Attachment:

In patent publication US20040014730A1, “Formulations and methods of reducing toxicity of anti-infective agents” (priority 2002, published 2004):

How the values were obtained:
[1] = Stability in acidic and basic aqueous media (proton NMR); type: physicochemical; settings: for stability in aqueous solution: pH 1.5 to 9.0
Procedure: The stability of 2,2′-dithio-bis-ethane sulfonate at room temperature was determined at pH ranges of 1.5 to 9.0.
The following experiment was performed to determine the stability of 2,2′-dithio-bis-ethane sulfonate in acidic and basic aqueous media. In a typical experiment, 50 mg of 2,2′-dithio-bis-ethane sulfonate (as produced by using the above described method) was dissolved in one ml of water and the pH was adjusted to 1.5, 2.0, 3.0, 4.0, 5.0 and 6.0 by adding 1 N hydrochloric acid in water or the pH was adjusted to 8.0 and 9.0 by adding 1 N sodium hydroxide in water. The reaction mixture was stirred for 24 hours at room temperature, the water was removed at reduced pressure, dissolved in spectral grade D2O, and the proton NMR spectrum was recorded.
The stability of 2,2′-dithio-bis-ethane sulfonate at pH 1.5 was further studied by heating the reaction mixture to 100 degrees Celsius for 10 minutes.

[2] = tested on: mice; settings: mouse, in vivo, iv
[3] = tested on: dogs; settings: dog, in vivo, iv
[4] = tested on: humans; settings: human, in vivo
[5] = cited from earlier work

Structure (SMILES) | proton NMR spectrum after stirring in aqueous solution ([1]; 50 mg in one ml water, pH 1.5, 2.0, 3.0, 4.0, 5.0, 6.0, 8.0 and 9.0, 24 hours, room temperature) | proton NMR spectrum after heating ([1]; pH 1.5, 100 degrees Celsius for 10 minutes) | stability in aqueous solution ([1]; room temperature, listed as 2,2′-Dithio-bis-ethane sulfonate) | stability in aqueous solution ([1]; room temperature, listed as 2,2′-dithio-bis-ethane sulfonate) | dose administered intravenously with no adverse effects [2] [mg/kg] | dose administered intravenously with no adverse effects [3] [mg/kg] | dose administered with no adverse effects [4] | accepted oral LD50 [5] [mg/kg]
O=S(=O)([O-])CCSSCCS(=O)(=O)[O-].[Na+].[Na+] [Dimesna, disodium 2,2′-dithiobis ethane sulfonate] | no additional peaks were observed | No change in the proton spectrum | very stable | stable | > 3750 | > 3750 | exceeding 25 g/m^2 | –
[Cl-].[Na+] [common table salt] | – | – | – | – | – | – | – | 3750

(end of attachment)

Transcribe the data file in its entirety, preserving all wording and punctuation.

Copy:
In patent publication US20040014730A1, “Formulations and methods of reducing toxicity of anti-infective agents” (priority 2002, published 2004):

How the values were obtained:
[1] = Stability in acidic and basic aqueous media (proton NMR); type: physicochemical; settings: for stability in aqueous solution: pH 1.5 to 9.0
Procedure: The stability of 2,2′-dithio-bis-ethane sulfonate at room temperature was determined at pH ranges of 1.5 to 9.0.
The following experiment was performed to determine the stability of 2,2′-dithio-bis-ethane sulfonate in acidic and basic aqueous media. In a typical experiment, 50 mg of 2,2′-dithio-bis-ethane sulfonate (as produced by using the above described method) was dissolved in one ml of water and the pH was adjusted to 1.5, 2.0, 3.0, 4.0, 5.0 and 6.0 by adding 1 N hydrochloric acid in water or the pH was adjusted to 8.0 and 9.0 by adding 1 N sodium hydroxide in water. The reaction mixture was stirred for 24 hours at room temperature, the water was removed at reduced pressure, dissolved in spectral grade D2O, and the proton NMR spectrum was recorded.
The stability of 2,2′-dithio-bis-ethane sulfonate at pH 1.5 was further studied by heating the reaction mixture to 100 degrees Celsius for 10 minutes.

[2] = tested on: mice; settings: mouse, in vivo, iv
[3] = tested on: dogs; settings: dog, in vivo, iv
[4] = tested on: humans; settings: human, in vivo
[5] = cited from earlier work

Structure (SMILES) | proton NMR spectrum after stirring in aqueous solution ([1]; 50 mg in one ml water, pH 1.5, 2.0, 3.0, 4.0, 5.0, 6.0, 8.0 and 9.0, 24 hours, room temperature) | proton NMR spectrum after heating ([1]; pH 1.5, 100 degrees Celsius for 10 minutes) | stability in aqueous solution ([1]; room temperature, listed as 2,2′-Dithio-bis-ethane sulfonate) | stability in aqueous solution ([1]; room temperature, listed as 2,2′-dithio-bis-ethane sulfonate) | dose administered intravenously with no adverse effects [2] [mg/kg] | dose administered intravenously with no adverse effects [3] [mg/kg] | dose administered with no adverse effects [4] | accepted oral LD50 [5] [mg/kg]
O=S(=O)([O-])CCSSCCS(=O)(=O)[O-].[Na+].[Na+] [Dimesna, disodium 2,2′-dithiobis ethane sulfonate] | no additional peaks were observed | No change in the proton spectrum | very stable | stable | > 3750 | > 3750 | exceeding 25 g/m^2 | –
[Cl-].[Na+] [common table salt] | – | – | – | – | – | – | – | 3750